As the sun sets over the Blockade Runner Beach Resort’s lawn Aug. 28, guests at the 20th Lumina Daze will dance to shag music and watch movies under the stars during a night that briefly revives a whimsical time in Wrightsville Beach’s past.
Four hundred guests attended last year’s Lumina Daze and Madeline Flagler, Wrightsville Beach Museum of History’s executive director, hopes for a similar number this year. Most of them are either current or former Wrightsville Beach residents, she said.
She called the event festive but casual, adding, “It does have that kind of intimate feel because people tend to know each other. They come back year after year.”
The Imitations, Wilmington Big Band and the Dixieland All-Stars will provide music both inside and outside, encouraging guests to swing and twirl as dancers did nearly one century ago at Lumina Pavilion.
The iconic three-level, 12,500-square-foot dance hall stood at the south end of Wrightsville Beach and attracted crowds of revelers during the early 1900s. The pavilion also featured a shooting gallery, a bowling alley and a projector screen 50 feet in the ocean on which visitors watched movies from the beach.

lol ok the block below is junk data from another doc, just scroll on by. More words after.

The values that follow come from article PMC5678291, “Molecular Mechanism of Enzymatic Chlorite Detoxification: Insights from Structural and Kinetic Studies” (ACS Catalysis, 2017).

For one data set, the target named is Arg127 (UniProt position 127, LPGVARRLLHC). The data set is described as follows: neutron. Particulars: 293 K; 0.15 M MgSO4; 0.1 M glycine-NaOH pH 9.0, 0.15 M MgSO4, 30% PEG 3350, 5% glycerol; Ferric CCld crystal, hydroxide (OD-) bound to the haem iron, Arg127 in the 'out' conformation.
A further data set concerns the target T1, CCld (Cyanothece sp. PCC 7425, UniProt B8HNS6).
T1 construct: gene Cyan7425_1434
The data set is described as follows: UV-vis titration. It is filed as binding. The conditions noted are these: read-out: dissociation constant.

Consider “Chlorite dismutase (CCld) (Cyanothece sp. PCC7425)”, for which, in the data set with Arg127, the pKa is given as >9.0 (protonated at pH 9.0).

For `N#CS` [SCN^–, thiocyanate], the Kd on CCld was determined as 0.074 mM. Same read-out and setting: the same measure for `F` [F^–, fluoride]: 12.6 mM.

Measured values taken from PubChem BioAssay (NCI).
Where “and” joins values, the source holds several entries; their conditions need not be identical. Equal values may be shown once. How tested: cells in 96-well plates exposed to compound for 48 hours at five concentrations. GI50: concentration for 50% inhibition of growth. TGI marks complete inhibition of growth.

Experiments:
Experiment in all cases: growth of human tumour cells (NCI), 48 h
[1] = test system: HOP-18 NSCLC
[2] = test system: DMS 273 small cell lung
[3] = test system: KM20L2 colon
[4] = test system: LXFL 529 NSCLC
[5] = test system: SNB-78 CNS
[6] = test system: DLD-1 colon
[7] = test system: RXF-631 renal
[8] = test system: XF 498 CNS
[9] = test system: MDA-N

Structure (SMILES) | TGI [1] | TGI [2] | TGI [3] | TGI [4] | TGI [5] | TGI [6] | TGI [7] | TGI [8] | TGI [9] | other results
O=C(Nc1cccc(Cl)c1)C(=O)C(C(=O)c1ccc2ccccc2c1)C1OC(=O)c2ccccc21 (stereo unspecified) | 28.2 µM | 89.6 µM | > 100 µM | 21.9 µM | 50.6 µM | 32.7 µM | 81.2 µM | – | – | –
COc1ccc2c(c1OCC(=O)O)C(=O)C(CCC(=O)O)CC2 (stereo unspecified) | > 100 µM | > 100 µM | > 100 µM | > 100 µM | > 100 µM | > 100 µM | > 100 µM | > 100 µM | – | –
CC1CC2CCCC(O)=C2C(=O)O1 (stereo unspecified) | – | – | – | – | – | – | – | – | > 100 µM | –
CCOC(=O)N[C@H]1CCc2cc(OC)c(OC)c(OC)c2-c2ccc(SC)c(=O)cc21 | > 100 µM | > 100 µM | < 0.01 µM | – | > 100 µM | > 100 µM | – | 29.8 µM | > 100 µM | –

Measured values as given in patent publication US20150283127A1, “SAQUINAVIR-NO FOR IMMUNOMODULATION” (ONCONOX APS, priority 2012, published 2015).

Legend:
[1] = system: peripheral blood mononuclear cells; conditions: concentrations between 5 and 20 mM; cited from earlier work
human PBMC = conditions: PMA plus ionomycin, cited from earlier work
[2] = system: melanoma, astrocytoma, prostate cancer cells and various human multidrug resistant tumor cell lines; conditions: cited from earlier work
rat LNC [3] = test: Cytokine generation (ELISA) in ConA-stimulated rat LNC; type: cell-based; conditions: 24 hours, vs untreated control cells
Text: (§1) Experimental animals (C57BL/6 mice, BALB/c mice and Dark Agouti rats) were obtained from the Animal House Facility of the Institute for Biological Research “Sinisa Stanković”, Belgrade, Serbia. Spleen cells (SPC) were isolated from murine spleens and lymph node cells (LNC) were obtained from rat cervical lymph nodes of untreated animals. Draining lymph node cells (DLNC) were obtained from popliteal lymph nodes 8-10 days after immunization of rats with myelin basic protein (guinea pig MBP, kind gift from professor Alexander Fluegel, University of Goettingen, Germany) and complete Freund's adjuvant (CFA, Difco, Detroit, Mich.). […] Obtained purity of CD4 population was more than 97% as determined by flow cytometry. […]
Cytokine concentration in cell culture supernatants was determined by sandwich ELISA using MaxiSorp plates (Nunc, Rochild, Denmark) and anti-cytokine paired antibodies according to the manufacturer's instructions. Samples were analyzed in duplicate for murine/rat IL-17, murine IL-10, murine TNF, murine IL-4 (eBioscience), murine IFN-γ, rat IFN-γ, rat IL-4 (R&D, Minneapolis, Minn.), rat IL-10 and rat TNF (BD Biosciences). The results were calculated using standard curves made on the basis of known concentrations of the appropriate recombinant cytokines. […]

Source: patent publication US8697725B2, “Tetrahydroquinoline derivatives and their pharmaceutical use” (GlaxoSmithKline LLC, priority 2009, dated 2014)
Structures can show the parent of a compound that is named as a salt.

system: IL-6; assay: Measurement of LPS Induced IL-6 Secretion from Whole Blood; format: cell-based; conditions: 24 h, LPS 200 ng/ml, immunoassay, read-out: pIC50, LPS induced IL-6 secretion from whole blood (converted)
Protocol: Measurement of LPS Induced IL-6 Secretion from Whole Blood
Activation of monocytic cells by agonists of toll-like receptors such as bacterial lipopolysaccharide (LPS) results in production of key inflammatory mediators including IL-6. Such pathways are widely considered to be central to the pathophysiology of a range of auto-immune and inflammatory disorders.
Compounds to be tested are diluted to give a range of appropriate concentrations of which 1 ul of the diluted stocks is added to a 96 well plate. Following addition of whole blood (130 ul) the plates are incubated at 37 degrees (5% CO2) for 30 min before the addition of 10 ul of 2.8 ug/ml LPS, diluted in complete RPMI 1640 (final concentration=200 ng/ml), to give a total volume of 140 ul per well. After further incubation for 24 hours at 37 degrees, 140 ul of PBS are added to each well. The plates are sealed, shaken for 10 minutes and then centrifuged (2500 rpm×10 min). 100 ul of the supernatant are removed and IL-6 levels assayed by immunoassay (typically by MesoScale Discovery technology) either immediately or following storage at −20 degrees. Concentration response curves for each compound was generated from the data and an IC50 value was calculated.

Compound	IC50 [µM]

To pay homage to that activity, the Wrightsville Beach Museum partnered with Cucalorus Film Festival to erect a movie screen on the Blockade Runner’s lawn on which they will project short films during the Lumina Daze.
Guests will also see plein air and jewelry artists creating work for the silent auction and preview a new historic walking tour museum board member Donna Starling developed.
For Wrightsville Beach’s newer residents, the night offers a glimpse of the island’s history. But the night is more nostalgic for those attendees who lived through that period and come together every year at the Lumina Daze to resurrect those memories.
“There’s a contingent that comes back every year and has a little informal reunion at the event,” Flagler said.
For more information visit www.wbmuseumofhistory.com